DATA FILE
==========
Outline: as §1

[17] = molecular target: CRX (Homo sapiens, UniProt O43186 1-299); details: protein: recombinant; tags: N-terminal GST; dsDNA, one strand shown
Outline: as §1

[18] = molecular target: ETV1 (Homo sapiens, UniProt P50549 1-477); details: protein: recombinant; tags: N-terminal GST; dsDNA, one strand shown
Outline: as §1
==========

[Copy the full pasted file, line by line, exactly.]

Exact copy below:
Outline: as §1

[17] = molecular target: CRX (Homo sapiens, UniProt O43186 1-299); details: protein: recombinant; tags: N-terminal GST; dsDNA, one strand shown
Outline: as §1

[18] = molecular target: ETV1 (Homo sapiens, UniProt P50549 1-477); details: protein: recombinant; tags: N-terminal GST; dsDNA, one strand shown
Outline: as §1